Wilds horrid and dark with o'er shadowing treesTranslator: William Cowper; Author: Madame Guyon
Published in 1 hymnal
Wilds horrid and dark with o'er shadowing trees,
Rocks that ivy and briers infold,
Scenes nature with dread and astonishment sees,
But I with a pleasure untold;
Though awfully silent, and shaggy, and rude,
I am charmed with the peace ye afford;
Your shades are a temple where none will intrude,
The abode of my lover and Lord.
I am sick of thy splendour, O fountain of day,
And here I am hid from its beams,
Here safely contemplate a brighter display
Of the noblest and holiest of themes.
Ye forests, that yield me my sweetest repose,
Where stillness and solitude reign,
To you I securely and boldly disclose
The dear anguish of which I complain.
Here, sweetly forgetting and wholly forgot
By the world and its turbulent throng,
The birds and the streams lend me many a note
That aids meditation and song.
Here, wandering in scenes that are sacred to night,
Love wears me and wastes me away,
And often the sun has spent much of his light
Ere yet I perceive it is day.
While a mantle of darkness envelops the sphere,
My sorrows are sadly rehearsed,
To me the dark hours are all equally dear,
And the last is as sweet as the first.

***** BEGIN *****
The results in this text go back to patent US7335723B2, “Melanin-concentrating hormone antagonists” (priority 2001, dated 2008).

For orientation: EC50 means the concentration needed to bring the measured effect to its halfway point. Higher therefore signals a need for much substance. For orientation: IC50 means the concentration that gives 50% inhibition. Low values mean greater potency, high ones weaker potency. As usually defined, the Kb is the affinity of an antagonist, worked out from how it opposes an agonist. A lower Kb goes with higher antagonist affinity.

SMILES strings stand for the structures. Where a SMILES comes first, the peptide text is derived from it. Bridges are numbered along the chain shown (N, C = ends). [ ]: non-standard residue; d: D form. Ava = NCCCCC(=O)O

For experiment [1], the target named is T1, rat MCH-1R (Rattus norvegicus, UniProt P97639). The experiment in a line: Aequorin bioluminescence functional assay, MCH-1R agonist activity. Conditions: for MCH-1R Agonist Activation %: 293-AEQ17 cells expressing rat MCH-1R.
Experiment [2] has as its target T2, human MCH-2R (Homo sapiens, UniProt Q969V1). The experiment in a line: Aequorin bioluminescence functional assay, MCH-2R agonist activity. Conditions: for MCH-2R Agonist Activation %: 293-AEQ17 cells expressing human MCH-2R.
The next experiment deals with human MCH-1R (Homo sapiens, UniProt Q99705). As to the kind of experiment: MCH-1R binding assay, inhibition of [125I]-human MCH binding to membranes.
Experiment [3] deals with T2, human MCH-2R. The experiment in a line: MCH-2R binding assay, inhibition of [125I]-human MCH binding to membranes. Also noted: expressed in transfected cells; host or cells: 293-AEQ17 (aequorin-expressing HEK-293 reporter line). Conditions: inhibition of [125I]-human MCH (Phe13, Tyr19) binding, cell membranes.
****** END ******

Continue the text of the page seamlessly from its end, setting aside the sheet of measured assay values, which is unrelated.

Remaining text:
Here I and the beasts of the deserts agree,
Mankind are the wolves that I fear,
They grudge me my natural right to be free,
But nobody questions it here.
Though little is found in this dreary abode
That appetite wishes to find,
My spirit is soothed by the presence of God,
And appetite wholly resigned.
Ye desolate scenes, to your solitude led,
My life I in praises employ,
And scarce know the source of the tears that I shed,
Proceed they from sorrow or joy.
There's nothing I seem to have skill to discern,
I feel out my way in the dark,
Love reigns in my bosom, I constantly burn,
Yet hardly distinguish the spark.
I live, yet I seem to myself to be dead,
Such a riddle is not to be found,
I am nourished without knowing how I am fed,
I have nothing, and yet I abound.
Oh, love! who in darkness art pleased to abide,
Though dimly, yet surely I see
That these contrarieties only reside
In the soul that is chosen of thee.
Ah! send me not back to the race of mankind,
Perversely by folly beguiled,
For where, in the crowds I have left, shall I find
The spirit and heart of a child?
Here let me, though fixed in a desert, be free;
A little one whom they despise,
Though lost to the world, if in union with thee,
Shall be holy, and happy, and wise.
Translations from the French of Madame de la Mothe Guion
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|Translations from the French of Madame de la Mothe Guion #37||Wilds horrid and dark with o'er shadowing trees||Wilds horrid and dark with o'er shadowing trees||William Cowper; Madame Guyon||1800|